MELBOURNE – With the curtain-raiser canceled, and the second, third and fourth events postponed, it's anyone's guess where and when the Formula One season will launch.
The ”big circus" — as six-time world champion Lewis Hamilton calls it — doesn't really have a starting line after the season-opening Australian Grand Prix was canceled Friday because of the coronavirus pandemic. As midnight approached in Melbourne, the Bahrain and Vietnam races were postponed, too.
Where next? Some have suggested the season won't get underway until June, at the Azerbaijan Grand Prix in Baku.
There was supposed to be five F1 races between now and then, including Spain and Monaco.
Even before the Bahrain race was put on ice, the government had ruled no fans would be allowed to attend. Vietnam's debut as an F1 host will have to wait, too. It was supposed to be raced on a street circuit in Hanoi on April 5. No revised dates have been set. The Chinese GP, initially scheduled for April, was last month postponed indefinitely.
Travel bans or restrictions amid the growing toll from the COVID-19 illness are making predictions difficult.
“Everybody wants an answer — you can’t force an answer to something we don’t have an answer to," Formula One chairman Chase Carey said in response to questions about the race calendar. “We’re reaching out to every expert we can around the world — we’re a global sport. We’re not dealing with one country .... we’re dealing with an array of complexity."
Auto racing body FIA said in a statement that it will consider “the viability of potential alternative dates" later this year for Bahrain and Vietnam “should the situation improve.”
The season could possibly start in the Netherlands, at the Zandvoort track outside Amsterdam, on May 3.
“But given the sharp increase in COVID-19 cases in Europe in recent days, this will be regularly reviewed,” the FIA said.
Carey was in Vietnam earlier this week, negotiating with local organizers, before arriving in Australia just in time for crisis meetings involving Australian organizers, FIA and the principals of the nine F1 teams.
The other team, McLaren, had already withdrawn because a team member tested positive for the coronavirus and 14 others were placed in quarantine at a Melbourne hotel for 14 days. With such a depleted team, it was always unlikely McLaren could race in Bahrain anyway.
It's not the first major sport to suspend competition — the NBA, the NHL and leading golf and tennis tours have all done that already, and soccer is being played in empty stadiums in some countries.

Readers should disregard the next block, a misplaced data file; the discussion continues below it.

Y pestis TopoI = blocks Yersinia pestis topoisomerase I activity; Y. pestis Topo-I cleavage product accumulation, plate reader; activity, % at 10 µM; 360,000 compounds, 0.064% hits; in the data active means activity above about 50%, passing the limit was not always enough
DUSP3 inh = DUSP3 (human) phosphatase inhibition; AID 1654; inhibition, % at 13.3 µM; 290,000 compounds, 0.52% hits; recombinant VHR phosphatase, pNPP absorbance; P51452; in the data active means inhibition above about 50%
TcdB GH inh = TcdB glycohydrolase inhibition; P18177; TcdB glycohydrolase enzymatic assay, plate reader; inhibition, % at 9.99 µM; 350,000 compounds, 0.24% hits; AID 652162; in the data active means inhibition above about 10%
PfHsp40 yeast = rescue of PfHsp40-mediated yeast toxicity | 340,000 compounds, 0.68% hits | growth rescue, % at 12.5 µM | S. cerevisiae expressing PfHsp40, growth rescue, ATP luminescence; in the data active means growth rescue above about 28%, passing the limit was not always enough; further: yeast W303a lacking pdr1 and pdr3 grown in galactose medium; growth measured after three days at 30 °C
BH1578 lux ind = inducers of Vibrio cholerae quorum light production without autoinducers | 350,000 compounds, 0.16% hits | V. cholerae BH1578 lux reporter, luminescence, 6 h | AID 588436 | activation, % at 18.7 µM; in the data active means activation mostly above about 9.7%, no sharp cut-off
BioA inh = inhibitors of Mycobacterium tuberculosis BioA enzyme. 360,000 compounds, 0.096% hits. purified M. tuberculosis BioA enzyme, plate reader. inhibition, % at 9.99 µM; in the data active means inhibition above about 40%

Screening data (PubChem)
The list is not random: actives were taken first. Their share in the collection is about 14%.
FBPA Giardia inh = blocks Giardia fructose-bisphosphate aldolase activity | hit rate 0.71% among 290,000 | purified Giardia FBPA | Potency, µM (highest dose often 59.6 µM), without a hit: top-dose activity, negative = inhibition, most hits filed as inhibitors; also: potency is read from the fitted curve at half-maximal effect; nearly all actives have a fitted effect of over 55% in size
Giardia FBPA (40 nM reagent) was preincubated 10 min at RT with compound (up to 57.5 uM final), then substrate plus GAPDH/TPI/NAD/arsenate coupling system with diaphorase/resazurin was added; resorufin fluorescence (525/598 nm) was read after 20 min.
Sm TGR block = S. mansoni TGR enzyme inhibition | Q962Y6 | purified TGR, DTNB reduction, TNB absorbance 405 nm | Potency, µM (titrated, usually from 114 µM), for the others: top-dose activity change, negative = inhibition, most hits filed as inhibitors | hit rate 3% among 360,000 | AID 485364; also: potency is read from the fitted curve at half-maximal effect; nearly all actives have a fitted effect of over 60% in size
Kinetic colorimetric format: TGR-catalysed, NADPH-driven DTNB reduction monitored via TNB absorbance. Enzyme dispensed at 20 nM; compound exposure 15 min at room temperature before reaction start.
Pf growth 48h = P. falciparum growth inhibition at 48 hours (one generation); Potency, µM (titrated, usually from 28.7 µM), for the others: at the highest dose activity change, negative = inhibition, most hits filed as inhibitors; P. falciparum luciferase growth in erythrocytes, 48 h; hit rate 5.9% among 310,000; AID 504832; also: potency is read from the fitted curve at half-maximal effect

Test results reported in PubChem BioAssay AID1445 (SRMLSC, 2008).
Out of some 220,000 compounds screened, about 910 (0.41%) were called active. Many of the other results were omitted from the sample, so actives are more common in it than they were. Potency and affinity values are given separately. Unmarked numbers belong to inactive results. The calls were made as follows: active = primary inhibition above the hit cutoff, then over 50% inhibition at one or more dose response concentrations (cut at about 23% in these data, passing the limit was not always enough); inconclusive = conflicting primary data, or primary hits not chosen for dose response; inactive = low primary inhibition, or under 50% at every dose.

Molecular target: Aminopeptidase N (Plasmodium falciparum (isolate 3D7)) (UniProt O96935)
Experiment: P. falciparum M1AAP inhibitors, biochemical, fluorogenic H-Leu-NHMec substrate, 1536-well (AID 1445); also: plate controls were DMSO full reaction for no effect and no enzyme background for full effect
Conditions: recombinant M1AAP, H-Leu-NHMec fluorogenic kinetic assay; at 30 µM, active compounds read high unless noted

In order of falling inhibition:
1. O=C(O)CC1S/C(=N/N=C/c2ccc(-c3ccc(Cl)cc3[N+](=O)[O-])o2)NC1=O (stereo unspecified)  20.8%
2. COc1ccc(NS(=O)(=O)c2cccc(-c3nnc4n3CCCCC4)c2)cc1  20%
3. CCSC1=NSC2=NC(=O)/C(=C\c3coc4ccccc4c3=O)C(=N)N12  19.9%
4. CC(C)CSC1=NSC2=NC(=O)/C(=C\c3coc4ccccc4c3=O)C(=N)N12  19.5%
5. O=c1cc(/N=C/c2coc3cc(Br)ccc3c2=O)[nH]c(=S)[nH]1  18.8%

But the global nature of F1, with 22 races scheduled from March to November and spread from Australia, to Asia, to the Middle-east, and Europe to the Americas, compounds the degree of difficulty in getting the timing right.
“We’re a sport traveling around the world that really started to move everything here last weekend," Carey said, defending the decision to bring 10 F1 teams and hundreds of staff to Australia while the coronavirus was spreading. “There’s a lead-time to what we do.”
The decision to cancel the Australian race was the only option with the health and safety situation changing so rapidly.
“Obviously in hindsight it looks different," he said. “But when things were changing as rapidly as they were, we were dealing with it in real time ... in a very difficult, challenging time. I think we all agreed, we made the right decision.
Australian organizers said it would be nice to stage the race later in the year, but that's unlikely given the distance and the crowded calendar later in 2020.
Most people quickly recover from the virus after experiencing only mild or moderate symptoms, such as fever and cough. For some, especially older adults and people with existing health problems, it can cause more severe illness, including pneumonia.
According to the World Health Organization, people with mild illness recover in about two weeks.
McLaren is leaving staff in Australia to stay with the 15 team members in quarantine. Those who didn't test positive were packing down before heading back to Britain, but were barred from going to the team headquarters at Woking for two weeks.
Ferrari is based in northern Italy, where there are coronavirus hot spots. Some governments have imposed bans on travelers from Italy, causing other potential issues for F1.
“In many ways, this is an unprecedented situation, certainly I’ve never lived through anything like this," Carey said, reflecting on the process that resulted in the cancellation in Australia. “The magnitude, the unpredictability, the fluidity of this. In that sort of situation, it’s important to get as much input as you can.
“Everybody came to the same place (and) made decisions that are right for our sports and for the places having our events."
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